He noted the area was where the Hukbalahap movement was very active.

“In fact, it was from Laguna and from Bulacan where the Huks, under Luis Taruc, were literally knocking at the door of Manila,” Ramos revealed.

Then the Korean War intervened and Ramos’s battalion combat team was sent to the war zone.

“I volunteered again and that was when I was assigned to the 20th Battalion Combat team already in Korea. I joined them in January 1952; it was midwinter,” he said. “But after a successful stint including assaulting an enemy-
fortified position, I finished my tour of duty and came back home and then was assigned to a star position in General Headquarters, AFP.”

Ramos was being coy about his Korean exploits. I searched the Internet and found his statement about his role in that war.

“As a platoon leader, what is the job of a reconnaissance leader? To recon the front line—a no man’s land. And what did we do? I had to assault a fortified position of the Chinese communists and wiped them out. And what is this Special Forces group that we commanded in the Army from 1962 to 1965? That was the only remaining combat unit in the Philippine Army.”

Today, to remind everyone of that singular role in 1952, the president proudly wears the medals that adorn his side cap for every official function, along with other medals and ribbons gathered along the way.

Despite a newly attached pacemaker and his doctor’s orders to slow down, he reports for work regularly at his office on the 26th floor of the Urban Bank building in Makati City.

“The stream of visitors never stops, whether invited or not,” he said.

The visitors are all seeking his advice, from the mundane to the bizarre, or simply to want to know where the political wind is blowing, especially before the May 2016 elections.

Ramos’s work ethics is legendary. His office is adorned with wall-to-wall photographs and clippings of his encounters with world leaders, statesmen and diplomats of all stripes and colors. There are photographs, as well, of ordinary people whom he had encountered along the way, sharing his passion for fun and play and his brand of athleticism: golf, sky jumping, scuba diving and many more.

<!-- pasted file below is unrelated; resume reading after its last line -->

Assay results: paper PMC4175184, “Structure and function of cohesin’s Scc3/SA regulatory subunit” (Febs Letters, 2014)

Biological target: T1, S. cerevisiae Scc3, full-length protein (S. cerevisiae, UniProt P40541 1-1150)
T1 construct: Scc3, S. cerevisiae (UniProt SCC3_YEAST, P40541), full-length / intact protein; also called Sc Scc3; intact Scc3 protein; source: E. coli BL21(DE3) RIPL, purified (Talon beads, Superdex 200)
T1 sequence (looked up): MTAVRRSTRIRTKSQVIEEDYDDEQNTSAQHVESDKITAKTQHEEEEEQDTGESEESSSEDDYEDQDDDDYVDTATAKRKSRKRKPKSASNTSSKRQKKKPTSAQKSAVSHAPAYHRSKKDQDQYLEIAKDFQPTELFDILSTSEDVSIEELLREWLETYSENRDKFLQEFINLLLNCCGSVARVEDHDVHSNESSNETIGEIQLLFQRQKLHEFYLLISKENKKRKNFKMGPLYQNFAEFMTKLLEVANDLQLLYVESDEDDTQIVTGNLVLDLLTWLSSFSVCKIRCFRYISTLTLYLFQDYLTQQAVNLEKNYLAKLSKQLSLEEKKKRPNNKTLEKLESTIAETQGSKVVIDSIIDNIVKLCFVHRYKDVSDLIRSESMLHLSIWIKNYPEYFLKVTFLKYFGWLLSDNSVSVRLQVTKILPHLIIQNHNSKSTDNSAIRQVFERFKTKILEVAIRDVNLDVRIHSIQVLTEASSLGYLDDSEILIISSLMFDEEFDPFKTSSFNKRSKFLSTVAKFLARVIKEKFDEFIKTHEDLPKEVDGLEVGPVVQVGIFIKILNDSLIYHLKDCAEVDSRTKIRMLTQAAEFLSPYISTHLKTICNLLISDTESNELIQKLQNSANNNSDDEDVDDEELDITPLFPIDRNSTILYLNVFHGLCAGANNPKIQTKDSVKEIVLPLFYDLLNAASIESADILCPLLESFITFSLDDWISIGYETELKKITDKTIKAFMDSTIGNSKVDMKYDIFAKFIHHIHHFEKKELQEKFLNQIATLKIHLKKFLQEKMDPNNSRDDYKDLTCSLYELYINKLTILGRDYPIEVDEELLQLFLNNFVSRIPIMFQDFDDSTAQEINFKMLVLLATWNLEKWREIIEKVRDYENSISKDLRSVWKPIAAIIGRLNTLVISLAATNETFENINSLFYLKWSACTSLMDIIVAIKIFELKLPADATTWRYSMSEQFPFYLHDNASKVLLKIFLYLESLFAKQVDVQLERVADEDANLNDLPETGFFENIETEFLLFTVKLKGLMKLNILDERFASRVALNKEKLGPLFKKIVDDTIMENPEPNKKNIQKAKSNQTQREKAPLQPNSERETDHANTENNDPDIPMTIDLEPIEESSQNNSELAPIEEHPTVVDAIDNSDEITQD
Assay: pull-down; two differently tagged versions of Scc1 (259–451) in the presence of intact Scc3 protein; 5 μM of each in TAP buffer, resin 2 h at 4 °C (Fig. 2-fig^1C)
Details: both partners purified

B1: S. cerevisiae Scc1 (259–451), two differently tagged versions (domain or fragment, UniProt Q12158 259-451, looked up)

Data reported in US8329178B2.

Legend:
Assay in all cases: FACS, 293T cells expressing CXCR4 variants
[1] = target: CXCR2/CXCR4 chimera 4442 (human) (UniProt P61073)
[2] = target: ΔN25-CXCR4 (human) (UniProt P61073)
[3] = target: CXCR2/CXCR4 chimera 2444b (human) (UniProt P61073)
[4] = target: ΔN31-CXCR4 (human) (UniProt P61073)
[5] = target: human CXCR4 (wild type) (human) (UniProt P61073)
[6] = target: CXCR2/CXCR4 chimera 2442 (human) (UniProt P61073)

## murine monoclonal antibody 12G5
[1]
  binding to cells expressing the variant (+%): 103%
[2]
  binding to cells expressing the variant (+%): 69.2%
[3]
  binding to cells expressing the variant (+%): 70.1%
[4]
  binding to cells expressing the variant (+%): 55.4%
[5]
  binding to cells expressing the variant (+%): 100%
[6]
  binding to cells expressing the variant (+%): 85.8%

Visitors to Ramos’s office are greeted by the words “Caring, Sharing, Daring.”

“These three little words constitute a powerful challenge to our countrymen and countrywomen to become an irresistible force that will one day truly unite the diverse components of our beloved Philippines as we rendezvous with destiny for a better, more modern and truly bountiful future,” he explained.

It is at this office where FVR, the appellation that his friends and close associates dubbed him, continues to practice his distinct brand of public service through the non-governmental Ramos Peace and Development
Foundation, which he and key members of his former presidential family organized months after they left office.

Around the rooms are overflowing bookshelves and on top of tables and plastered on walls are trophies, plaques, plates, awards, ribbons, citations and mementoes that speak volumes about him.

Whenever Ramos goes on an official mission, he said he immediately writes a report about it and submits it to Malacañang, “whether they read it or not.”

He has written close to 30 books while in retirement and through keynote speeches, roundtable discussions, university convocations, among others. He keeps reminding his successors and other leaders of the urgent things that need to be done for the country and people to achieve a better future.

“Kaya ba natin ito [Can we hack it]?” he would frequently ask his audience, and if the response is lukewarm, he would goad them to shout louder “para marinig sa Malacañang,” or whoever is the target of his indignation.

Many believe that FVR is one of the greatest Philippine presidents.

“In his time in Malacañang, from 1992 to 1998, FVR is best remembered for promoting the principles of people empowerment, a culture of excellence and global competitiveness, focusing on programs to alleviate poverty and improve the lives of ordinary Filipinos. This is evident in the 229 structural/reform laws enacted by the 9th and 10th Congress during his term, achieved principally by building unity, solidarity and teamwork among government and civil-society leaders,” wrote Melandrew T. Velasco, a family biographer and confidant for 15 years.